Festive pause – that’s what it felt like today. Christmas carols a-playing, gingerbread a-baking, christmas tree a-lighting. Nope – that’s what threw a wrench into to the flow. We have a pre-lit tree. Massive, with many many lights. We splurged a few years ago and spent more than we ever thought we would on an artificial tree – even during the half price sell-off sale. But considering I had always spent upwards of two hours stringing the lights on the tree, a pre-lit one sounded like heaven.
I know some of you have done a re-read of that last bit. What? More than two hours stringing lights? How is that possible? That’s what my husband said, and maybe some of you are saying it too. But I know there are just as many of you out there agreeing with me. The difference between those who string lights for two hours, and those who take 5-minutes is all in the placement. I could have done a job parallel to my hubby and just ran around the tree stringing the lights like a ribbon on a maypole, but that’s not the right way. Or at least that’s not my way. It’s not my mother’s or sister’s way either, and anyone who knows any of us can attest – our trees look like something out of a magazine, and it all starts with the lights. You have to wind them, place some deep in the branches, some on the end. That gives the tree depth. You have to make them even top to bottom, and plentiful – no skimping. It’s a thank-less job, because everyone notices the decorations, but few will say – the lights look fantastic!
Decorations do make a difference – I have no two alike on my tree. It helps that my parents have been giving me a decoration every year since the time I was ten – yes – they still do. I have kept up the tradition with my own three children, and my oldest Heather, decorated her own tree in her own home this year with her collection we have been building for her from the year she was born. It tickled my heartstrings. Giving the yearly decorations is one of my favourite family traditions and one my kids all love too. Our tree is a history of hobbies, favourites, and personal styles. My son loves nutcrackers and frogs – so he has lots of those, thrown in with some snowboards, Star Wars and Scooby Doo ones. All of the ones my youngest daughter has are either frilly, fuzzy, sparkly, pink, or with some kind of animal doing something festive and adorable. I always buy one for myself (usually something that looks like it’s sugar-coated) and my hubby too. Merry Christmas to me.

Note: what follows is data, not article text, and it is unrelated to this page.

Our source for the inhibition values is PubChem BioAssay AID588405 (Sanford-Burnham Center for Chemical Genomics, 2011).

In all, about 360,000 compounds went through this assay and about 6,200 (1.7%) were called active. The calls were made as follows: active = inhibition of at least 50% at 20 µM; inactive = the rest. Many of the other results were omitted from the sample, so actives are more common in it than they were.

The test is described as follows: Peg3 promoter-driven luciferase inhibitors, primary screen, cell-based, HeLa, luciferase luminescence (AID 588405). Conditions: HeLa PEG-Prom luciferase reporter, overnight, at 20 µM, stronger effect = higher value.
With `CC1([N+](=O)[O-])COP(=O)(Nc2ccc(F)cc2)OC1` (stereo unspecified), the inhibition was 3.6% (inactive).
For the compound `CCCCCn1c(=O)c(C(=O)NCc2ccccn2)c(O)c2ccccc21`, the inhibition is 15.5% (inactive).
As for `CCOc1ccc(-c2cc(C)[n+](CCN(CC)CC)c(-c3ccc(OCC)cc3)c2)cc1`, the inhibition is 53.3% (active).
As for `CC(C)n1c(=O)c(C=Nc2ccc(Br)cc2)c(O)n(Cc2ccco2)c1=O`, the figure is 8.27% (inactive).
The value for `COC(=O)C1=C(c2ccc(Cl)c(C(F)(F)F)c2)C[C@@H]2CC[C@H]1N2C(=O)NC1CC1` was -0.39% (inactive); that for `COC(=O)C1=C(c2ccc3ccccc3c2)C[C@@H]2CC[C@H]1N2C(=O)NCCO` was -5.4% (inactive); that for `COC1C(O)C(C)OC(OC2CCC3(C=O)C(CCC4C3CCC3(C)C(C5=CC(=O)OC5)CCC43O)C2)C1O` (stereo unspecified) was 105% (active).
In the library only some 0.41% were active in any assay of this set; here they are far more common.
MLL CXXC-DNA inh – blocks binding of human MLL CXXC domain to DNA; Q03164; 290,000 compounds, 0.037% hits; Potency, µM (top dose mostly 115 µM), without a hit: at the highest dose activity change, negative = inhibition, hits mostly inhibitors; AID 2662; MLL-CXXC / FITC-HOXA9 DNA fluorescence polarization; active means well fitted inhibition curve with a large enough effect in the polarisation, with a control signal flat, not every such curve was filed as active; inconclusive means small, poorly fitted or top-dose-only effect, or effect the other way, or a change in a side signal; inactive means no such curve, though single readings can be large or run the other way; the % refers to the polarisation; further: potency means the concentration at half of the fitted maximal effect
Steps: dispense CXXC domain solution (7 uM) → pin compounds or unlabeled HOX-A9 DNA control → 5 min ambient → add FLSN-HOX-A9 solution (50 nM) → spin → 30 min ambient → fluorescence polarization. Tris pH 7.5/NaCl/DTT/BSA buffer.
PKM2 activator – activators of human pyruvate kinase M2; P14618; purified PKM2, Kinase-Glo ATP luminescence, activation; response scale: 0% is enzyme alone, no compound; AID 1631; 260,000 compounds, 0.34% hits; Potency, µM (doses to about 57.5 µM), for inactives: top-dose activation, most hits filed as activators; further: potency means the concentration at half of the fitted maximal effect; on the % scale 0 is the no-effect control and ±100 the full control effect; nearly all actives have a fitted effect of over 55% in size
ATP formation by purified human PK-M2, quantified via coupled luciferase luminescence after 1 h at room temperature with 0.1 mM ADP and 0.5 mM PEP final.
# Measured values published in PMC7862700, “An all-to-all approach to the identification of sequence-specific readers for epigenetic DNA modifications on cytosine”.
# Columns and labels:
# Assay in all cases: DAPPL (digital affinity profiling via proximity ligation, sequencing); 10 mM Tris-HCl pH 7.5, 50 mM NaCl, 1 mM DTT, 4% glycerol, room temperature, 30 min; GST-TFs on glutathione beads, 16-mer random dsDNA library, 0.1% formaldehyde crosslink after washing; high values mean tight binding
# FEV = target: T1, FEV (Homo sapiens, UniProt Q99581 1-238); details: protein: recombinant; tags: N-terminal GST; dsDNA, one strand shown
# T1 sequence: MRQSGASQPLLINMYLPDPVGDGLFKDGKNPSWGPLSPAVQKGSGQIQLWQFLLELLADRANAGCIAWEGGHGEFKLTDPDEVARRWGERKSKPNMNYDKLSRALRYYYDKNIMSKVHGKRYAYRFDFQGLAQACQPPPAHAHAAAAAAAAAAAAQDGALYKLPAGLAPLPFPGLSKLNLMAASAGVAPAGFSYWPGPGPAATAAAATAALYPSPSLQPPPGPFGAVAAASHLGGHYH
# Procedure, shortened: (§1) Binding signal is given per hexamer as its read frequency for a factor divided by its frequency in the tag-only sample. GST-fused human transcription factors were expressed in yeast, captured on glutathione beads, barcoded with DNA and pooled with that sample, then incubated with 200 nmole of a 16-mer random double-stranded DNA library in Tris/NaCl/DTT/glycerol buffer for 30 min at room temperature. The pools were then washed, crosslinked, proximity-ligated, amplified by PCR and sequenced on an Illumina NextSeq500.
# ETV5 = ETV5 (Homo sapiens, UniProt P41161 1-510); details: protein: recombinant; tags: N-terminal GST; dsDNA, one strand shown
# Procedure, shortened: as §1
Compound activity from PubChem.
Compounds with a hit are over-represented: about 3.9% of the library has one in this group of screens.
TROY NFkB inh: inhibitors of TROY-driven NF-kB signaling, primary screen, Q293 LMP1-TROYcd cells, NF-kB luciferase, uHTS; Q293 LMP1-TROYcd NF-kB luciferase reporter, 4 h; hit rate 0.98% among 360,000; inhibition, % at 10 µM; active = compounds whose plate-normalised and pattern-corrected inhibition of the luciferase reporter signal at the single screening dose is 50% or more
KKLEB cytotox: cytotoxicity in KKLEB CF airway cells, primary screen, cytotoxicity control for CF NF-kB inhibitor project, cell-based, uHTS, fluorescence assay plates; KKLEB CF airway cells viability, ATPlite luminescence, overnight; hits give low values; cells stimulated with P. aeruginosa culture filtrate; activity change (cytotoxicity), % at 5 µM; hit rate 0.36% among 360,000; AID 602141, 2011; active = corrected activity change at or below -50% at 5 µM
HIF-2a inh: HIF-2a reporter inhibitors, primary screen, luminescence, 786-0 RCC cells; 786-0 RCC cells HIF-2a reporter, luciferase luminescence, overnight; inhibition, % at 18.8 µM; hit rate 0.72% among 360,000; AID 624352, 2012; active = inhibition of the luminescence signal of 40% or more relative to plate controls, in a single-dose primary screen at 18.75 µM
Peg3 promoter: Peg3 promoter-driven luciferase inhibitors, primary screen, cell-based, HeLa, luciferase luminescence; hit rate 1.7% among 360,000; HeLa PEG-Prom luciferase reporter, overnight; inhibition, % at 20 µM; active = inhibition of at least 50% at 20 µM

But I digress – back to the Christmas lights. A few hours after the tree went up, the tree was still only half lit. I assumed it would be no biggy for my husband – after all, his previous career was an electrician, so how could tree lights be a challenge. Because he was working on a heat pump downstairs he wasn’t thrilled to be rerouted to tree duty – but hey, we were on a decorating mission. He told me before he could start, I had to count how many lights were on one strand so he could tell which volt it was. It was a daunting task, and I had a sneaky suspicion it was one of his tactics to get out of work. After all – if I didn’t complete my task, how could even start his? Sometimes he can be a sneaky bastard that way. So I counted the damn lights on one of the lit strings – but of course the answer didn’t make sence to him (which I found out later was because the 22 per/string I counted was off by 13 – it was actually 35 lights per string). I guess I can be a sneaky bastard that way too.
“I’ll do dinner while you go to Canadian Tire.” (Will work for food. That is a language he does understand.)
So supper waited for the reluctant handy man to come home and light our tree so our holiday season could begin. Because who can be jolly without a giant faux-fir dazzling in the centre of your home?